Our attention to domestically-sourced ingredients and charcoal grilling
At Amakuni Chaya, charcoal grilling allows you to experience the grilling, and good taste of the locally-sourced ingredients to the fullest. This is why we make our own charcoal in-house. Nowadays, much of the natural food used in Japan is sourced from overseas. However, our restaurant, since its opening, has preserved the traditional culinary culture, exclusively using domestically-produced natural ingredients.
Historic and attractive atmosphere
Enjoy eating in a relaxed, attractive atmosphere. We have paid a lot of attention to our restaurant’s interior. The top boards of the irori hearths in our spacious dining room are made from solid caster aralia, Japanese zelkova, and chestnut. The top boards of the irori hearth in Ikkei-an Sakura, one of our private dining rooms, are made of solid cherry sourced from trees in the family graveyard of the Matsudaira clan, the lords of the Aizu Domain. Its ceiling lattice is made of cherry and Japanese red pine from the Matsudaira family graveyard. In Ikkei-an Keyaki, our other private dining room, the top boards and ceiling lattices are made of solid Japanese red pine sourced from trees in the Matsudaira family graveyard and Tsurugajo Castle.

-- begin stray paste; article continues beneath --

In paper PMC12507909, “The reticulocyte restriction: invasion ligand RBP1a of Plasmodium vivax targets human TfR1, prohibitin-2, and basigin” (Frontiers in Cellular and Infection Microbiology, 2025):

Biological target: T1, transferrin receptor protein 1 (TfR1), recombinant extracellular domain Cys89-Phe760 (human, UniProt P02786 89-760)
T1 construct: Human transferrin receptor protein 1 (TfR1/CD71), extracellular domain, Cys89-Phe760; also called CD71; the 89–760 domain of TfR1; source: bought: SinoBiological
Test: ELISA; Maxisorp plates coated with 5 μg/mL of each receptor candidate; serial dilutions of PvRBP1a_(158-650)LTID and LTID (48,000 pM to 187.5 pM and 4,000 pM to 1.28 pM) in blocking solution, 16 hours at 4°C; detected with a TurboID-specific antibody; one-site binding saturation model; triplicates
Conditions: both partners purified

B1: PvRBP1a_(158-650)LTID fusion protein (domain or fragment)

You can truly feel the history of Aizu in the wood. (Contact us in advance if you would like to use our private dining room.)
Name of our restaurant
Located in the north of the Aizu region is Mt. Bandai, a mountain long worshiped by people in the region. To the west of the region flows a large river named Agagawa River, or Okawa River. Our restaurant stands on the bank of the Agagawa River with a backdrop of mountains and streams behind us. From old times, those mountains have been rich in mountain plants, with river fish such as char swimming in the mountain streams and sweetfish swimming in Agagawa River. In autumn, salmon can be seen swimming upstream from the Sea of Japan to Agagawa River. Japanese nutmeg trees bearing medicinal and nutritious nuts thrive around the uppermost reaches of the mountain streams.
Over the course of time, people started referring to the Agagawa River as “Sanzu-no-kawa,” the Buddhist equivalent of the River Styx, and to the naturally lush bank of the river where our restaurant stands on as “tengoku,” meaning heaven. People also compared the mountains behind our restaurant to “tengoku-yama,” meaning heavenly mountains, and the mountain streams to “tengoku-sawa,” meaning heavenly streams).”